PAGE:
If you explicitly adopt the NSTouchBarProvider protocol in the app delegate or in a window delegate, you must also explicitly send the associated key-value observing notifications from within your implementations of NSTouchBar methods; this lets the system respond appropriately to changes in the bar. To avoid the need to manually support KVO, use the app object as a bar provider, instead of the app delegate, or use a window controller or window as a bar provider, instead of the associated window delegate.To programmatically invalidate a bar associated with a bar provider, such as because you are changing the bar’s state, set its touchBar property to a value of nil.

Using NSTouchBarItem Objects

A bar itself (an NSTouchBar object) has no visible representation in a MacBook Pro Touch Bar. A user instead sees the bar’s items, each of which is an instance of the NSTouchBarItem class.

The items presented in a bar are the elements in a private array owned by the bar. To specify the items for a bar, you do not fill this array directly, but rather rely on the bar to manage its items based on various groups of items and item identifiers that you do specify directly.

In specifying items for a bar you have two options, giving you flexibility for optimizing resource use and efficiency in your app.

  • The templateItems property is a set that you can directly populate with item instances for a bar. Use this option when your items are lightweight enough to stay in memory for the duration of your app’s lifetime, and when they don’t contain state that might change over time.

  • The NSTouchBarDelegate protocol, and its touchBar(_:makeItemForIdentifier:) delegate method, give your app a way to create items on-demand. Use this option when it makes more sense in terms of resource usage and reflecting dynamic state.

Whichever of these two approaches you employ, the system is in charge of populating a bar’s private items array based on three things:

  1. Your configuration of the bar’s item-identifiers properties, as explained in NSTouchBar Customization

  2. Any nesting you have specified, as explained in NSTouchBar Composition and Nesting

  3. Any customization that the user has specified for the bar

As your app runs, you can obtain the identifiers of the items eligible for presentation in a bar—specifically, those in its private items array—by accessing the read-only itemIdentifiers property. This property reflects the current state of the bar instance, including any customization that has been performed by the user and any dynamic composition that has been performed by the system.

NSTouchBar Customization

AppKit provides a rich Touch Bar customization facility for users that appears, upon user request, on the main display. Make your bars customizable unless you have a specific UI need not to do so.A customizable bar automatically obtains onscreen UI which lets the user:

  • Change which items are part of the shown bar

  • Rearrange items within the shown bar

A user invokes the onscreen customization UI by choosing a dedicated menu item, as described in The Customization Menu Item.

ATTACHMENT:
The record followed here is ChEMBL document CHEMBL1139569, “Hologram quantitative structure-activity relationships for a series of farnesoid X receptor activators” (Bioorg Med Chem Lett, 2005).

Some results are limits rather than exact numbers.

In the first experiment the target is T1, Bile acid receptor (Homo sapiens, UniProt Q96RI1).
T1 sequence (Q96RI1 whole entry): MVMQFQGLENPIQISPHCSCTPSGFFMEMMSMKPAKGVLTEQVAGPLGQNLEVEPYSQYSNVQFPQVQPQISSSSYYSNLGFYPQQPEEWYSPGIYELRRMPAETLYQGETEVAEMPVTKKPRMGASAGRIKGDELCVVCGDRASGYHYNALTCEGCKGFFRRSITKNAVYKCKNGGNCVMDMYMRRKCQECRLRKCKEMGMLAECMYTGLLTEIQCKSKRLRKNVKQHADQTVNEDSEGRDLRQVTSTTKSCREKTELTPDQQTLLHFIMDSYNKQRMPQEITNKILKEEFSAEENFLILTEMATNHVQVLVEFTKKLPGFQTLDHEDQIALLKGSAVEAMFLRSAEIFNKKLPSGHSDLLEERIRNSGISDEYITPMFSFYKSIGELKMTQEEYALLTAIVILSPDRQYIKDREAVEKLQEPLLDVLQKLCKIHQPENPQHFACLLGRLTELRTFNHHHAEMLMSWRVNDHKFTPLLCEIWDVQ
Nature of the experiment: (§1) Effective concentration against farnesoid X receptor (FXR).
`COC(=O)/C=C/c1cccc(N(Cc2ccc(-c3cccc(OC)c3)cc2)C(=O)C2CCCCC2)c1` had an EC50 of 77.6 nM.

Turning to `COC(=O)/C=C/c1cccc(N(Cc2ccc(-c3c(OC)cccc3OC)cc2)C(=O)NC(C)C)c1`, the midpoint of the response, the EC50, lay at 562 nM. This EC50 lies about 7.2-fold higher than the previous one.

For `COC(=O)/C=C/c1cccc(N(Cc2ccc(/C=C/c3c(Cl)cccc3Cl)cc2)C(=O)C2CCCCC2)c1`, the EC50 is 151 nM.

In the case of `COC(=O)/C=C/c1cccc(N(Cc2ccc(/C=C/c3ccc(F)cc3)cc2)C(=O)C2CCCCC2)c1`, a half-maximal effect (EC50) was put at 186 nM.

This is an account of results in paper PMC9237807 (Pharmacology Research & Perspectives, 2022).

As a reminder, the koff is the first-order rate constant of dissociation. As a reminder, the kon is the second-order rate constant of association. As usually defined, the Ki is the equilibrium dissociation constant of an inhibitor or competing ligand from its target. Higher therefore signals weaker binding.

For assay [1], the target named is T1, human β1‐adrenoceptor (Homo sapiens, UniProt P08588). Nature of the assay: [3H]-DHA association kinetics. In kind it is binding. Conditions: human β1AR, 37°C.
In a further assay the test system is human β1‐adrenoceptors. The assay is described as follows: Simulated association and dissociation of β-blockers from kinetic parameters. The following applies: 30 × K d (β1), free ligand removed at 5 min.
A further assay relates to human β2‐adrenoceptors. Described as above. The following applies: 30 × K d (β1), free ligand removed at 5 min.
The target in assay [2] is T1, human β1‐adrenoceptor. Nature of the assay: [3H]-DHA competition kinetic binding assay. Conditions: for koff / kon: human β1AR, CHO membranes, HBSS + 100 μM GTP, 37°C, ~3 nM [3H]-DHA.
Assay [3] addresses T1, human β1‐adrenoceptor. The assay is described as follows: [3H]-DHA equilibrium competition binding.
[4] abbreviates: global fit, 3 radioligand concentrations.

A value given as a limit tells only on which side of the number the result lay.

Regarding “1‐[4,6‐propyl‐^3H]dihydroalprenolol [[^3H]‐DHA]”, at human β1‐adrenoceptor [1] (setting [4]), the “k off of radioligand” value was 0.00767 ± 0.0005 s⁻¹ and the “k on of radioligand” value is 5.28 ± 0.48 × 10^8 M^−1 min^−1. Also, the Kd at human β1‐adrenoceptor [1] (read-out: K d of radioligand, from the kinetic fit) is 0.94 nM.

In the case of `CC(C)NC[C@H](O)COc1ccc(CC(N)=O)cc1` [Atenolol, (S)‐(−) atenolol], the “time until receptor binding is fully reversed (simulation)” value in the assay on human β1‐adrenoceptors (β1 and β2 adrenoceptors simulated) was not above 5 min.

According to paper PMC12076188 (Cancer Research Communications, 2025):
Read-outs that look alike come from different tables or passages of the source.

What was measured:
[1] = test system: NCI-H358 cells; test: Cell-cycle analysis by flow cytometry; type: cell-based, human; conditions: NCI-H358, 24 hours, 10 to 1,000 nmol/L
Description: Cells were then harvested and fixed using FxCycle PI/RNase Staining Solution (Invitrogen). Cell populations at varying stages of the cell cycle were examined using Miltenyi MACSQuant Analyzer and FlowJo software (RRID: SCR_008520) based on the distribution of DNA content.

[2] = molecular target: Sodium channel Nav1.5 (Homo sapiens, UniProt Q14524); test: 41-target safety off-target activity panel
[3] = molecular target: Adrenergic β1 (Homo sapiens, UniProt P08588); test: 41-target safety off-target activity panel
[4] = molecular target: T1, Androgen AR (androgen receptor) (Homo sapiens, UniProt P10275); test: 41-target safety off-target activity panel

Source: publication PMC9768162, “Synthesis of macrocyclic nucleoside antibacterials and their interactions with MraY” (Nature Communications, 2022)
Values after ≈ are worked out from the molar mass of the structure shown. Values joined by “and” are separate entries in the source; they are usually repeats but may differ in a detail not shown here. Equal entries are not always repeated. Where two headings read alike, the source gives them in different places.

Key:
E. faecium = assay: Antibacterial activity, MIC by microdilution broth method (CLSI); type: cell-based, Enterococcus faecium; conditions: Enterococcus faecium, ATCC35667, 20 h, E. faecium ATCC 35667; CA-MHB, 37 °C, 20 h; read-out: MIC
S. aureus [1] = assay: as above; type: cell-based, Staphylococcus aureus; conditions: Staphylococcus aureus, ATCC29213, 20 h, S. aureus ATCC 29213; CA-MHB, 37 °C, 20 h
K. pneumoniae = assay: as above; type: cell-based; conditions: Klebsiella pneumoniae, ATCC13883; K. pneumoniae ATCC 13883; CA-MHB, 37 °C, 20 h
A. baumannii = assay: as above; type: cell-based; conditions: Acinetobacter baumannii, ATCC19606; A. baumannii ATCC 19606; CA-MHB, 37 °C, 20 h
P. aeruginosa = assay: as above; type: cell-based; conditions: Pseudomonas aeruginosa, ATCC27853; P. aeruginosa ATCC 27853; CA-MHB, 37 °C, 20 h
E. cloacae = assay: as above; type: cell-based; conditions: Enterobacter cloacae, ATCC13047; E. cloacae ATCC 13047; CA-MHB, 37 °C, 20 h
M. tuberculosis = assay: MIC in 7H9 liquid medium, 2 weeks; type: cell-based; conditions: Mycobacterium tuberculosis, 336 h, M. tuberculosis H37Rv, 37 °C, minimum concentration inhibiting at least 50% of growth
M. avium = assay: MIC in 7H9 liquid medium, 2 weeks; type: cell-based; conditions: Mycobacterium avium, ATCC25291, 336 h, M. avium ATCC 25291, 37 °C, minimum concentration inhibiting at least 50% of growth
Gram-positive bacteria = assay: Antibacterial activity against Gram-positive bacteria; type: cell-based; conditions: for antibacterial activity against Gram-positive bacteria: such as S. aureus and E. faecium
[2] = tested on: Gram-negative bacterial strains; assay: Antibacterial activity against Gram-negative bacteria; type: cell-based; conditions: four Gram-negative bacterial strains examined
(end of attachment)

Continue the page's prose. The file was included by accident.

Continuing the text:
To make an NSTouchBar object eligible for customization, assign it a globally-unique customizationIdentifier identifier. For the identifier string, use reverse-DNS style, such as “com.company-name.app-name.alphanumeric-ID”.

Next, specify the bar’s items and customization possibilities by populating its item identifier lists. Each such list is an array, each of whose elements is the identifier (of type NSTouchBarItemIdentifier) for an item (an NSTouchBarItem object). A bar’s item identifier lists are:

Default item identifiers, specified in a bar’s defaultItemIdentifiers property. Always specify this property for an NSTouchBar object, even if you elect to make the bar noncustomizable. The system:

  • Shows this list’s items by default when the system displays the bar.

  • Includes a preconfigured bar representation, containing these items, in the associated customization UI (when you have designated the bar as customizable by assigning it a customizationIdentifier property value); the user can drag the default bar into the Touch Bar, should they want to return to the default configuration.

Additional item identifiers, specified in a bar’s customizationAllowedItemIdentifiers property. Always configure this property for a customizable bar. The system uses this list by showing representations of its items individually in the customization UI, arranged in the same order as you specify in the property array. When there is available geometric space, a user can drag in to the active bar any of the items in this list. If there is not enough space, a dragged item replaces the item or items under the spot the new item is dropped.

Required item identifiers, specified in a bar’s customizationRequiredItemIdentifiers property. Configure this property at your discretion, depending on the design of your app. The user cannot remove from the bar any of the items you specify in this list.

To provide textual labels in the customization UI, use the customizationLabel property on each NSTouchBarItem instance you include in a customizable bar. The accessibility system in macOS also makes use of these labels.